David Farland’s Writing Tips: Bad Practices, Good Practices, Best Practices

I was speaking with Forrest Wolverton about a writer we both knew who “couldn’t seem to write.” He’d written well before, but now just wasn’t getting the words on paper. He felt blocked. Forrest asked him to remember back to times when he had written easily three years earlier, and he described how he would sit down with a cup of coffee, open his word processor, and then begin to compose.

However, he’d changed his routine back then. He’d decided that he would check his email before writing. So before he began to write, he checked his email. Then he’d go on Facebook, since he often had messages there. Then he’d “play a videogame for a bit.”

Therein we found the problem.  This string of behaviors that delayed his writing actually ended up sabotaging him.

He’s not alone.  I know one New York Times bestseller who recently told me that he had gotten addicted to a videogame that cost him three years of his life. Another one spent eight hours a day on social media. A third drank beer after beer while waiting for inspiration.

It seems that all of us, from time to time, can fall into bad habits.  Most people with bad habits don’t publish often. But just because you don’t have terrible habits, doesn’t mean you’ll do well. Some people who manage to write consistently at a high level still don’t have stellar careers.

Over the past eight months, I’ve interviewed perhaps 50 writers for Apex. (Nearly all of these past interviews are available to Apex members.) Many of them are quite successful. Some are #1 New York Times best-sellers. Others top the USA Today or Amazon charts. I ask our authors about their writing practices, how they publish, and what works for them.  Sometimes it has surprised me to find one author’s indie tactics have worked at all. There are more ways to make a living in this business than I imagined. As I listen to their publishing methods, I’ve discovered that nearly all of them—and nearly all of us, I’m sure, fall short of our potential. Authors typically find a way to write and sell books, and then they settle in at that plateau.

I’ve sometimes suggested things the author could do to boost his or her sales, but many feel they are already working about as hard as they want to.

It raises a question: Are you satisfied with doing what works, or would you prefer to change a little and do what works best?

For example, instead of opening your email before you write, could you wait for three hours and do it on a break (setting a time limit to answer)?  Instead of just putting your books up on Amazon and advertising to your mailing list, would you consider some targeted ads that might double your income?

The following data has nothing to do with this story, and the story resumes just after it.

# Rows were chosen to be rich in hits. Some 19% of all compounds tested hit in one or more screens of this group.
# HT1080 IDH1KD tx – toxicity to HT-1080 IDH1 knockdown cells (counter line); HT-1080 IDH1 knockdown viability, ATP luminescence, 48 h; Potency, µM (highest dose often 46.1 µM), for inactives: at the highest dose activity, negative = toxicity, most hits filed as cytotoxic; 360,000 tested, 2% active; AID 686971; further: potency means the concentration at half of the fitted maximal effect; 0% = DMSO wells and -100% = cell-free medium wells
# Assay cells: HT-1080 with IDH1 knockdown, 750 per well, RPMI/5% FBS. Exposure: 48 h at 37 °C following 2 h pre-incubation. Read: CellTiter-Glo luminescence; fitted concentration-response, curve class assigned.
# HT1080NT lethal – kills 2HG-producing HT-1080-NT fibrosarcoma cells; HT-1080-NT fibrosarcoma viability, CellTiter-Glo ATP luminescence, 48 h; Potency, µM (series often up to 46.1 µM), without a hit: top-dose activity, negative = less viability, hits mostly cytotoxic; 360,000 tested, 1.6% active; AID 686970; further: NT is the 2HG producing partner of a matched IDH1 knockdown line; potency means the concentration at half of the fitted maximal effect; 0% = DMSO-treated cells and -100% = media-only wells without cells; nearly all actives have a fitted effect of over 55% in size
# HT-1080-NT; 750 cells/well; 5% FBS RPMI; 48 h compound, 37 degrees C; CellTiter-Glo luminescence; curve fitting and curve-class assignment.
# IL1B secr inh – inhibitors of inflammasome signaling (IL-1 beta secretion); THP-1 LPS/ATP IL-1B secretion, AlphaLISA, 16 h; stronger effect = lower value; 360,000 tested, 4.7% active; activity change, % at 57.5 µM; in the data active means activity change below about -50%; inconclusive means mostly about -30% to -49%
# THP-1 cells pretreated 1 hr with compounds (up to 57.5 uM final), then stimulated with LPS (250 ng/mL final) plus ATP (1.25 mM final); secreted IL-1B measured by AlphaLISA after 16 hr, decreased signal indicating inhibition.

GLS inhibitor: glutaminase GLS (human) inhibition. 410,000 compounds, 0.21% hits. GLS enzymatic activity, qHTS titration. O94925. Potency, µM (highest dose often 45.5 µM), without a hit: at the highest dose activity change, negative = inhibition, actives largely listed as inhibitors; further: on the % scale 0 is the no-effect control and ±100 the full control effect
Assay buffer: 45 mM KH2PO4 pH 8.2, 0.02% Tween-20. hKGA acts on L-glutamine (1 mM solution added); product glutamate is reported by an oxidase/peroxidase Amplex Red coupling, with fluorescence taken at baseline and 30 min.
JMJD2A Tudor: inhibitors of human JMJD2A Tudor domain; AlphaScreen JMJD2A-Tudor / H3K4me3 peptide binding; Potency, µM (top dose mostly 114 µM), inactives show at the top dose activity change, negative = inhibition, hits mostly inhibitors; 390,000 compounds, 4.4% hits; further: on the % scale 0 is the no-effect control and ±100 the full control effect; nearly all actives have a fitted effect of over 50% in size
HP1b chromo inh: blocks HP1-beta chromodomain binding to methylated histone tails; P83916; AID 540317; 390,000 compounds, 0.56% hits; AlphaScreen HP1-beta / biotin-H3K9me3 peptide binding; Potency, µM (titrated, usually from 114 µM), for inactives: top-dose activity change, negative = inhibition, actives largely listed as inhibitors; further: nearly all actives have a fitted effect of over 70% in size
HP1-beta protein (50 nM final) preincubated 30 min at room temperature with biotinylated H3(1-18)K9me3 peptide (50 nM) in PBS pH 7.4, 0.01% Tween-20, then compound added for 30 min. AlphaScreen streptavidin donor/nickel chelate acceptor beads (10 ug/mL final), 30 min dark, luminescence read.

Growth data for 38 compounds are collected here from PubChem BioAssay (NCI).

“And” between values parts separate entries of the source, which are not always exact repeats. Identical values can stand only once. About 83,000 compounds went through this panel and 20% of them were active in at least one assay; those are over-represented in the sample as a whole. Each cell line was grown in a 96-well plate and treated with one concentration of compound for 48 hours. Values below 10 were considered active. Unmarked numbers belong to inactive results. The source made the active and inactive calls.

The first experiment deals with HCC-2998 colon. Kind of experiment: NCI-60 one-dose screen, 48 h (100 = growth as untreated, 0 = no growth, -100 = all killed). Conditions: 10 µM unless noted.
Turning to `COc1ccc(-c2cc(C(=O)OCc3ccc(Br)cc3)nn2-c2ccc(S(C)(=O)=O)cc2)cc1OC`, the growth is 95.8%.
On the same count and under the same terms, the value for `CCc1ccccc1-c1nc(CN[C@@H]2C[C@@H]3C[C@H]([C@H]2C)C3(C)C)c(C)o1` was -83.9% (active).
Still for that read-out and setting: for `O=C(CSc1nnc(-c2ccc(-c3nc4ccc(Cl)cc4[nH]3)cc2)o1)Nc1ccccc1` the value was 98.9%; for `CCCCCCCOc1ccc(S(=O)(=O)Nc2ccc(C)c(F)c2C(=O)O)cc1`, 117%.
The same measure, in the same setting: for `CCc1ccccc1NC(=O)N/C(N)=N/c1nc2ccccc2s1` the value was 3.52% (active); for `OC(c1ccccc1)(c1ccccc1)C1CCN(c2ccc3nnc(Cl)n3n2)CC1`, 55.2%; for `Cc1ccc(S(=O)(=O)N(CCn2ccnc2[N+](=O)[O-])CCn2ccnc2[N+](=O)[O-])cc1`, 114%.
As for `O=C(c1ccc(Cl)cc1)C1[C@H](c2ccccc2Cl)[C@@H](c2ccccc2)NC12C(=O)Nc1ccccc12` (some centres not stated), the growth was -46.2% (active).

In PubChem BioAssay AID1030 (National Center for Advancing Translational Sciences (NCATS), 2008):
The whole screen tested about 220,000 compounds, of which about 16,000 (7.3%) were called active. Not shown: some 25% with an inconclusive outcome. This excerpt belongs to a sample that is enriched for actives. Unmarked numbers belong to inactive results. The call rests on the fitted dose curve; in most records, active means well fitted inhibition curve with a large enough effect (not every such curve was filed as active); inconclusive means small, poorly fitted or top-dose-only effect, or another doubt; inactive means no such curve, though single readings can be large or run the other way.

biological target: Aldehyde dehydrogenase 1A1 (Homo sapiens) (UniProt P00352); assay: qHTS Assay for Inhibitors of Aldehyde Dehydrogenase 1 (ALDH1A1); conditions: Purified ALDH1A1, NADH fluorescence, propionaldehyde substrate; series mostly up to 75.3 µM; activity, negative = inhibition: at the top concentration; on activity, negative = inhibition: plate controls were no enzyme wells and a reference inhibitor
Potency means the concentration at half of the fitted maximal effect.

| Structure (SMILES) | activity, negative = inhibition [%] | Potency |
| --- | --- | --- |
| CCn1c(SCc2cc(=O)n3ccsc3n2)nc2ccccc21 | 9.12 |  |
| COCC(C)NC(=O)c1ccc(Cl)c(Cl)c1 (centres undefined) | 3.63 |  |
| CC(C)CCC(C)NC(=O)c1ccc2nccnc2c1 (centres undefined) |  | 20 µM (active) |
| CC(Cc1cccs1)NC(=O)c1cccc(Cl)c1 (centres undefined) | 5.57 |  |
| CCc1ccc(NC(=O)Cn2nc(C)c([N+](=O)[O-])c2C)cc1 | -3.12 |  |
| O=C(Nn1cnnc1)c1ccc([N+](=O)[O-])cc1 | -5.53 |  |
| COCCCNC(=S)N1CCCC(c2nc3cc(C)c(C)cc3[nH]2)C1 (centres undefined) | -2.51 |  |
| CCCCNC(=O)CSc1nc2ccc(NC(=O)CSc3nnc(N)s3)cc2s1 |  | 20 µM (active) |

Can we evolve beyond “good practices” and adopt “best practices?”

During this coming year, I intend to write more than I ever have before. I intend to sell more than ever before.  My goal is to adopt the “best practices” of the most productive and successful writers in the business.

That is the whole reason I created Apex. I noticed a lot of students were good writers, but didn’t belong to writing groups. Many of them seemed stuck. They weren’t quite getting published, or never seemed to find time to finish a novel, or weren’t breaking onto the bestseller lists.

Many times, when we associate with successful authors we begin to subconsciously model their attitudes and behaviors. If we see Sara hitting the bestseller list, we try to do the same.  If she has a publisher or agent who works well for her, we might contact them.

Behavior modeling is a powerful tool.

People like J.R.R. Tolkien and C.S. Lewis used behavior modeling when they created the Inklings, and it seemed to me that with the use of the internet, I could bring some of the hottest writers in the world together to create a writing super group that could someday become  legendary.

It’s working. One of our Apex members, Robert Zangari, just won an award for best fantasy e-book of the year. Another Apex author, Shauna O’Meara, just won Australia’s Aurealis award for Best Short Story, and so on. Other writers have finished first novels (sometimes after years or trying), while others have been selling movie rights. We’re just getting started.

Here’s to best practices!


the “Writing Epic Novels” live-online workshop starts september 8th! This workshop runs from september to january. This is the last chance to sign-up! Each week we will be looking at some of the greatest books of all times and dissecting how achieve their greatness. Then in january you will have assignments to help you start your own masterpiece. Sign up here: http://mystorydoctor.com/live-workshops-2/

This is not one to miss!

Down about conventions being canceled? Apex-Writers has got you covered!
We’ve got a stellar lineup of guests for September!

Forrest Wolverton, Master NLP Practitioner- Aug. 29,2020
JC Kang, USA Best-Selling Author-Sep. 5th, 2020
Mike Anderle, Founder of 20Booksto50K-Sep. 8th,2020
Lazarus and Echo Chernik, Elite Commercial Artists-Sept. 12, 2020
Terry Brooks, 23 times NYT Best-Selling author- Sep. 15th, 2020
ML Wang, Best-Selling Author- Sep. 22th,2020

Throw in thousands of dollars in writing classes, along with access to writing groups after the various workshops, and you’ll get an idea of what we’re about. And right now the price is only $209 a year, or less than $20 per month. Go to www.thecompleatwriter.com to learn more and find out how to join.

The next iteration of Fyrecon is coming up in november! Go to fyrecon.com to sign up for my live masterclasses for a stellar price!
We have about one more week to sign up for my “Writing Epic Novels” live-online workshop. You need to sign up in advance to get the writing, reading, and other assignments. The live event will be held on saturdays in january. Learn more at http://mystorydoctor.com/live-workshops-2/

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